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Unicellular organisms have little or no differentiation, whereas, the multicellular higher plants and animals have a variety of cells which originate from a single cell (zygote) by a highly ordered and coordinated process of differentiation and development. The information for the differentiation and development of (ill organism from the zygote is contained in the DNA that is expressed in a regulated manner to produce different body parts. Many factors control the process of differentiation and development, these are:

1. Nucleus. Nucleus is the main factor controlling differentiation and development of an organism that can be explained by the examples of clones developed by various scientists. Dolly, the sheep, was a clone developed by Ian Wilmut in 1997. Ian Wilmut isolated the nucleus from the cultured udder (milkbag) cell (somatic cell) of a female sheep and transferred this nucleus into the protoplasm of an enucleate~ unfertilized egg obtained from a second female sheep. This egg was then introduced into the uterus of a third female sheep and after the development of this egg into a fully developed foetus, this female sheep gave birth to Dolly. This lamb, Dolly, was clonal (genetically similar) to the first female who donated the nucleus. This indicates that the primarily, the nucleus contains the information for the development of a whole organism (Fig. 10.12 see Appendix)

2. Regulation of Gene Expression. In multicellular higher organisms, though all the cells have the same complete set of genes, but, at early stage of development of the embryo, different cells lose the potential for the expression of all the genes due to regulation of gene expression. Thus, various genes express differently in various cells of the embryo to give different kinds of proteins that control the process of differentiation. For example, when the nuclei were isolated from the intestinal cells (somatic cells) of the larva and adult frog, and the isolated nuclei were transformed separately into the enucleated protoplasm of the unfertilized eggs, the eggs containing the nucleus from the larva readily developed into the clonal frogs; whereas, the eggs having the nucleus from the intestinal cell of the adult frog did not develop readily into the clones (Fig. 10.13 see Appendix). Thus, the pluripotency (the ability of an animal cell to develop into a complete organism is lost upon maturation of an organism, as due to regulation of gene expression some genes are turned on whereas others are turned off permanently as per requirement.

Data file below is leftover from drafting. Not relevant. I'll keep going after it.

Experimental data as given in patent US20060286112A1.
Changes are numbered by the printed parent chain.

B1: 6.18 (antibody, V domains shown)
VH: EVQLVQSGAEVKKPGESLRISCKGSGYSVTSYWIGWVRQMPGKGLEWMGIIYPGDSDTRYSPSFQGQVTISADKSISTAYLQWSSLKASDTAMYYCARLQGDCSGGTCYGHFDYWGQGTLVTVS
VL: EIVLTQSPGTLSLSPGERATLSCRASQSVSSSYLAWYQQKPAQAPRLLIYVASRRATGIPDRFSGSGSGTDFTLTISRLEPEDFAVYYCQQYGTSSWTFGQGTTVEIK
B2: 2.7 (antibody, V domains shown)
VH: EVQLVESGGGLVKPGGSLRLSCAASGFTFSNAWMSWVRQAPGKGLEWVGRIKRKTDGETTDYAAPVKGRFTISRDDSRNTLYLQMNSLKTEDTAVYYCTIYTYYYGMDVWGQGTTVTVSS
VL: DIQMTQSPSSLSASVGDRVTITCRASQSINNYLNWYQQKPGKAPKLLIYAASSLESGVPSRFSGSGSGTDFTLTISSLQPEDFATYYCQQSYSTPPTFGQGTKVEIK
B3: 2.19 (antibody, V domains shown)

3. Cytoplasmic Factors. The extranuclear genes (organeller genes), that are contained in the mitochondria or animals, and mitochondria as well as plastids or plants, also control the early development of an organism to some extent (Fig.10.14). It was found that the unequal distribution of mitochondria in the amphibian fertilized eggs controls the process of differentiation.

Fig. 10.14 Unequal distribution of mitochondria and yolk in amphibian egg.

4. Maternal Effect. In the fertilized egg of an organism, though, the nucleus contains one set of chromosomes from the paternal parent and the other set from the maternal parent, the cytoplasm is always derived from the maternal parent, This cytoplasm, in addition to containing organeller genes, also contain some maternal nuclear products (mRNA or proteins) that regulate the early embryonic development that is known as maternal effect (Fig. 10.15 see Appendix).

4. Environmental Factors. The environment also affects the development of an organism, for example, in Drosophila the normal body colour is brown, but when the normal larvae are fed upon the silver salt containing food, they develop into yellow flies. Some mutant flies of Drosophila are also reported that have yellow body colour. There two types of yellow flies (yellow mutant and the yellow flies reared on silver salt containing food), which are genotypically different but phenotypically same, are called phenocopies (Fig. 10.16).

Developmental Mutants
The differentiation and developmental processes of the organisms have not been fully understood. The homoerotic genes in organisms determine the body plan and mutation in these genes may lead to the transformation of one body part into other. Many developmental mutants of a number of organisms have been studied that have helped in understanding the process of differentiation and development to some extent.

For example, in Drosophila the antp gene of the antennapedia gene complex after mutation in homozygous condition (both the homologous chromosomes affected) leads to the conversion of antenna into legs.

Similarly, in a plant, Antirrhinum, the homoetic mutations lead to the transformation of one flower part into other, e.g., in apetala mutants the petals get transformed into bracts or stamens (male flower part) or carpels (female flower part).


1. What do you understand by spontaneous and induced mutations?
Write in brief the possible source and mechanism of spontaneous mutations in nature.
Discuss different kinds of radiations and chemical mutagens utilized for induction of mutations.
How transitions and transversions can be induced by chemical and physical mutagens?

2. How can base substitutions be induced by a base analogue?
3. Discuss the mechanism of the mutagenic action of an alkylating agent.
4. How do ultraviolet radiations bring about changes in genetic material? How can the effect of uy be modified due to exposure to light?
5. Write short notes on:
a. Frame shift mutations
b. Acridine dyes
c. Somatic mutation